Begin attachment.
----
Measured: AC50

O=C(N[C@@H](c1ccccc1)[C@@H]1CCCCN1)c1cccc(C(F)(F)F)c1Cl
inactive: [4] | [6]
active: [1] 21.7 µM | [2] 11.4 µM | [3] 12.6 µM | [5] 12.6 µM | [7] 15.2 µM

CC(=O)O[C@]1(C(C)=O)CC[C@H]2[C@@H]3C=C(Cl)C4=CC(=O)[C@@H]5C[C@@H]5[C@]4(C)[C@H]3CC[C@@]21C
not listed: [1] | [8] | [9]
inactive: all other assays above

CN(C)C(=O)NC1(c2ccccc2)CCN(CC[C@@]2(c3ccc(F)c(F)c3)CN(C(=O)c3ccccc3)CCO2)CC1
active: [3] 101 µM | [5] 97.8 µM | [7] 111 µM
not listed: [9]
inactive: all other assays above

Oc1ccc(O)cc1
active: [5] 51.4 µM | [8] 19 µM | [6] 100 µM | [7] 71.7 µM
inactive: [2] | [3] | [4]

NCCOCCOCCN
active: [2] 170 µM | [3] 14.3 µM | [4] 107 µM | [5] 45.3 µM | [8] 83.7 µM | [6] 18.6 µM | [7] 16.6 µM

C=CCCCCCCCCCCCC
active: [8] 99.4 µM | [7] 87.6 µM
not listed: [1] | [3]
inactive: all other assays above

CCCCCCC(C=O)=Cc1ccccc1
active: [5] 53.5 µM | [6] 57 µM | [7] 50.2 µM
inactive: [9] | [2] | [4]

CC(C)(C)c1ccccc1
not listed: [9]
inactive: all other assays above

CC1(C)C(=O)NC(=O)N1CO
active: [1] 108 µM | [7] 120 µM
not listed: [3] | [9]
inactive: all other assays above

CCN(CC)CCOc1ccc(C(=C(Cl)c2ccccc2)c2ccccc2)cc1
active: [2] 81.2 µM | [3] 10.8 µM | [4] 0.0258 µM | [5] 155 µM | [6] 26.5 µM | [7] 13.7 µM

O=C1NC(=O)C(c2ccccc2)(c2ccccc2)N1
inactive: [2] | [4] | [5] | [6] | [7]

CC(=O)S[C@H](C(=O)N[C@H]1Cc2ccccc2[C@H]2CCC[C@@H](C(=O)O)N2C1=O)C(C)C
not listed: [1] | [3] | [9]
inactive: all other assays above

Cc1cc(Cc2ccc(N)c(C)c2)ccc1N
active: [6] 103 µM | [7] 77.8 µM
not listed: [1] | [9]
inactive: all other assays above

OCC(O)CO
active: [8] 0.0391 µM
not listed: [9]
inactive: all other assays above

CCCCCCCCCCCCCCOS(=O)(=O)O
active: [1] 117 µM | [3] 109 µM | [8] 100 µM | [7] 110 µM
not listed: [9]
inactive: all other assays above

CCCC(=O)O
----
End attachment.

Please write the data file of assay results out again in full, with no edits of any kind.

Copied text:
Measured: AC50

O=C(N[C@@H](c1ccccc1)[C@@H]1CCCCN1)c1cccc(C(F)(F)F)c1Cl
inactive: [4] | [6]
active: [1] 21.7 µM | [2] 11.4 µM | [3] 12.6 µM | [5] 12.6 µM | [7] 15.2 µM

CC(=O)O[C@]1(C(C)=O)CC[C@H]2[C@@H]3C=C(Cl)C4=CC(=O)[C@@H]5C[C@@H]5[C@]4(C)[C@H]3CC[C@@]21C
not listed: [1] | [8] | [9]
inactive: all other assays above

CN(C)C(=O)NC1(c2ccccc2)CCN(CC[C@@]2(c3ccc(F)c(F)c3)CN(C(=O)c3ccccc3)CCO2)CC1
active: [3] 101 µM | [5] 97.8 µM | [7] 111 µM
not listed: [9]
inactive: all other assays above

Oc1ccc(O)cc1
active: [5] 51.4 µM | [8] 19 µM | [6] 100 µM | [7] 71.7 µM
inactive: [2] | [3] | [4]

NCCOCCOCCN
active: [2] 170 µM | [3] 14.3 µM | [4] 107 µM | [5] 45.3 µM | [8] 83.7 µM | [6] 18.6 µM | [7] 16.6 µM

C=CCCCCCCCCCCCC
active: [8] 99.4 µM | [7] 87.6 µM
not listed: [1] | [3]
inactive: all other assays above

CCCCCCC(C=O)=Cc1ccccc1
active: [5] 53.5 µM | [6] 57 µM | [7] 50.2 µM
inactive: [9] | [2] | [4]

CC(C)(C)c1ccccc1
not listed: [9]
inactive: all other assays above

CC1(C)C(=O)NC(=O)N1CO
active: [1] 108 µM | [7] 120 µM
not listed: [3] | [9]
inactive: all other assays above

CCN(CC)CCOc1ccc(C(=C(Cl)c2ccccc2)c2ccccc2)cc1
active: [2] 81.2 µM | [3] 10.8 µM | [4] 0.0258 µM | [5] 155 µM | [6] 26.5 µM | [7] 13.7 µM

O=C1NC(=O)C(c2ccccc2)(c2ccccc2)N1
inactive: [2] | [4] | [5] | [6] | [7]

CC(=O)S[C@H](C(=O)N[C@H]1Cc2ccccc2[C@H]2CCC[C@@H](C(=O)O)N2C1=O)C(C)C
not listed: [1] | [3] | [9]
inactive: all other assays above

Cc1cc(Cc2ccc(N)c(C)c2)ccc1N
active: [6] 103 µM | [7] 77.8 µM
not listed: [1] | [9]
inactive: all other assays above

OCC(O)CO
active: [8] 0.0391 µM
not listed: [9]
inactive: all other assays above

CCCCCCCCCCCCCCOS(=O)(=O)O
active: [1] 117 µM | [3] 109 µM | [8] 100 µM | [7] 110 µM
not listed: [9]
inactive: all other assays above

CCCC(=O)O